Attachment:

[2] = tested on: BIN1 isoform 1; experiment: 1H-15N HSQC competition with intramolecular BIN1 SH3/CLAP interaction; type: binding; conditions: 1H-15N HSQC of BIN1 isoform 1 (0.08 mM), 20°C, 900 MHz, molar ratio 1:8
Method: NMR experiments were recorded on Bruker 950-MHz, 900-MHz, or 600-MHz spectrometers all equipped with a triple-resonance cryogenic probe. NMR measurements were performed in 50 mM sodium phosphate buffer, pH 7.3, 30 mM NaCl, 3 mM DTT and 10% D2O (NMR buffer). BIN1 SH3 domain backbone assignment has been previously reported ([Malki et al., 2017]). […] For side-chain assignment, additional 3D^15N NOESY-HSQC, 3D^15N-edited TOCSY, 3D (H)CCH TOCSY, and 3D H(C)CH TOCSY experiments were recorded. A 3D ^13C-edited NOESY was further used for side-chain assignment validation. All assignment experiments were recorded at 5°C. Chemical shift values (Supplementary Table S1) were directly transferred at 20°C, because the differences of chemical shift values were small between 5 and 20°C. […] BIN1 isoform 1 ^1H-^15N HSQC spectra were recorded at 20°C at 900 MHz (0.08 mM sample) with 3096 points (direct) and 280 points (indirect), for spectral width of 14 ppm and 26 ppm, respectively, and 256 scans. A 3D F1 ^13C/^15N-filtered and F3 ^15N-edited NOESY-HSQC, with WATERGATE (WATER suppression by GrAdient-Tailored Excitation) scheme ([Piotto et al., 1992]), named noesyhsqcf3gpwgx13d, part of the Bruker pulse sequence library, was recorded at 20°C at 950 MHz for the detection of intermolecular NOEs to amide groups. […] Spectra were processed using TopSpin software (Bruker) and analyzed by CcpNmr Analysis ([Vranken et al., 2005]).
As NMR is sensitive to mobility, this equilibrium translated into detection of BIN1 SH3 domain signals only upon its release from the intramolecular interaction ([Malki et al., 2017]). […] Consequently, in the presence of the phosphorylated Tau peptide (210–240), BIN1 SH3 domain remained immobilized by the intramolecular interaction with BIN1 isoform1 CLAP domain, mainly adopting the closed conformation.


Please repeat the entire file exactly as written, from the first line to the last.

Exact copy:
[2] = tested on: BIN1 isoform 1; experiment: 1H-15N HSQC competition with intramolecular BIN1 SH3/CLAP interaction; type: binding; conditions: 1H-15N HSQC of BIN1 isoform 1 (0.08 mM), 20°C, 900 MHz, molar ratio 1:8
Method: NMR experiments were recorded on Bruker 950-MHz, 900-MHz, or 600-MHz spectrometers all equipped with a triple-resonance cryogenic probe. NMR measurements were performed in 50 mM sodium phosphate buffer, pH 7.3, 30 mM NaCl, 3 mM DTT and 10% D2O (NMR buffer). BIN1 SH3 domain backbone assignment has been previously reported ([Malki et al., 2017]). […] For side-chain assignment, additional 3D^15N NOESY-HSQC, 3D^15N-edited TOCSY, 3D (H)CCH TOCSY, and 3D H(C)CH TOCSY experiments were recorded. A 3D ^13C-edited NOESY was further used for side-chain assignment validation. All assignment experiments were recorded at 5°C. Chemical shift values (Supplementary Table S1) were directly transferred at 20°C, because the differences of chemical shift values were small between 5 and 20°C. […] BIN1 isoform 1 ^1H-^15N HSQC spectra were recorded at 20°C at 900 MHz (0.08 mM sample) with 3096 points (direct) and 280 points (indirect), for spectral width of 14 ppm and 26 ppm, respectively, and 256 scans. A 3D F1 ^13C/^15N-filtered and F3 ^15N-edited NOESY-HSQC, with WATERGATE (WATER suppression by GrAdient-Tailored Excitation) scheme ([Piotto et al., 1992]), named noesyhsqcf3gpwgx13d, part of the Bruker pulse sequence library, was recorded at 20°C at 950 MHz for the detection of intermolecular NOEs to amide groups. […] Spectra were processed using TopSpin software (Bruker) and analyzed by CcpNmr Analysis ([Vranken et al., 2005]).
As NMR is sensitive to mobility, this equilibrium translated into detection of BIN1 SH3 domain signals only upon its release from the intramolecular interaction ([Malki et al., 2017]). […] Consequently, in the presence of the phosphorylated Tau peptide (210–240), BIN1 SH3 domain remained immobilized by the intramolecular interaction with BIN1 isoform1 CLAP domain, mainly adopting the closed conformation.